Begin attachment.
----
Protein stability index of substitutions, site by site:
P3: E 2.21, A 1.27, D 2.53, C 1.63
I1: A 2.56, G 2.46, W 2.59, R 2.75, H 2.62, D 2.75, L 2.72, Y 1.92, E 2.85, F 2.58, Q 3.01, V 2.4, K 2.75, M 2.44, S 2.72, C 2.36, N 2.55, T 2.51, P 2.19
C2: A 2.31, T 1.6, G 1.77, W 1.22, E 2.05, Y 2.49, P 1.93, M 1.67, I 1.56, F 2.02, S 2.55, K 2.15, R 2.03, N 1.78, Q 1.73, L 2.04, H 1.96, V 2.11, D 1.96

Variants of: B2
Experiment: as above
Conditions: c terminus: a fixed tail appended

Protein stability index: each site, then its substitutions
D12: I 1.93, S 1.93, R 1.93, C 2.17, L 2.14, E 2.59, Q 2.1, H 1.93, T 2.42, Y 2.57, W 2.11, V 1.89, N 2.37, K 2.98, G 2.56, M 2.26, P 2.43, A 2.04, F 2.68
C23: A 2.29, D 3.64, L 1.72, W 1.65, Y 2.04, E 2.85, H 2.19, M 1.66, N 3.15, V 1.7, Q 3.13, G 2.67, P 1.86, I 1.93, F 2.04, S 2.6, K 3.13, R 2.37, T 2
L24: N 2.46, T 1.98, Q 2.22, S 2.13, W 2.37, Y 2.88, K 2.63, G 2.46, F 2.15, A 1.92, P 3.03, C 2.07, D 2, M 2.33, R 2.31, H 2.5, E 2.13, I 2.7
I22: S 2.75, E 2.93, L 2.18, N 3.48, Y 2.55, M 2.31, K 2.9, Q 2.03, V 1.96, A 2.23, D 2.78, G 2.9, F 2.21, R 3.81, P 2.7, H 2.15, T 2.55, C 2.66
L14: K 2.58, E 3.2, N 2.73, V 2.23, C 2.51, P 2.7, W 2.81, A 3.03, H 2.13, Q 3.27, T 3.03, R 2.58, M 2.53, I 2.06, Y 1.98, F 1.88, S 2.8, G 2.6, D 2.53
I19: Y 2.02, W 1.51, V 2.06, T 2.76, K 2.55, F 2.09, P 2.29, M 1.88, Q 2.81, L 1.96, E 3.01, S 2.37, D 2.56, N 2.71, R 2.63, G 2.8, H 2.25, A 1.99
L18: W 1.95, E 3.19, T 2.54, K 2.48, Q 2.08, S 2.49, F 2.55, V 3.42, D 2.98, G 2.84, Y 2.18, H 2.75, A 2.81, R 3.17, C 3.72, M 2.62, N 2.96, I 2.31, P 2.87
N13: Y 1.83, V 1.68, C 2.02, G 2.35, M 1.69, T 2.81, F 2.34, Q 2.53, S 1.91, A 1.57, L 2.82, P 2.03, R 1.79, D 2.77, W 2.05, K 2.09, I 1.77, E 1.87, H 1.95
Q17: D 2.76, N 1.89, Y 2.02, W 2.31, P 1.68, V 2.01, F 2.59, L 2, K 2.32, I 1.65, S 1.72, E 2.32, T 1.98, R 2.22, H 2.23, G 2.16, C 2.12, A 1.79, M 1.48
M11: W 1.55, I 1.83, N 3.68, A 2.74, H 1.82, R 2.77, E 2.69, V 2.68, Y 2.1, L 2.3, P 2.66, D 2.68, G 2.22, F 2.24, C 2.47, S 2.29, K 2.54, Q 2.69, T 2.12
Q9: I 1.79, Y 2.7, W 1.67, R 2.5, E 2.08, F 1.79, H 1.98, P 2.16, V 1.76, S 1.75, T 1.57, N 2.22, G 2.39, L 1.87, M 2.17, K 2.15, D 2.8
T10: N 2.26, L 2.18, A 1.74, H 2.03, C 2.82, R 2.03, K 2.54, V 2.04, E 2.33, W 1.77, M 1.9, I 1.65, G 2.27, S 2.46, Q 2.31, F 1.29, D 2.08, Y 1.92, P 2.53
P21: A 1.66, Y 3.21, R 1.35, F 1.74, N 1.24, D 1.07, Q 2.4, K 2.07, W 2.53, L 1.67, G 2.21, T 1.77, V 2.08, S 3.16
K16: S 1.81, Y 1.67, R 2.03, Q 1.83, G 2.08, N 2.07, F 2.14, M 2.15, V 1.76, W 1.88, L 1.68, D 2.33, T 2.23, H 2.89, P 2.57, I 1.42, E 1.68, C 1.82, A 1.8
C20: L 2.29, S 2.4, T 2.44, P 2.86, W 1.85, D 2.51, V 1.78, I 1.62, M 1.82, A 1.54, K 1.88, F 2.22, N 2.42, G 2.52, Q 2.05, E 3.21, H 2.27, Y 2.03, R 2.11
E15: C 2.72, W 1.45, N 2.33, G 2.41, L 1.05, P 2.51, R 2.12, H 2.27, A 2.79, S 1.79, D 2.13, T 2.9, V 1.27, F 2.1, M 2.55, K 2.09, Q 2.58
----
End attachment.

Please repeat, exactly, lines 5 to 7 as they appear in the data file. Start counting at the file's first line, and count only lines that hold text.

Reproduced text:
Variants of: B2
Experiment: as above
Conditions: c terminus: a fixed tail appended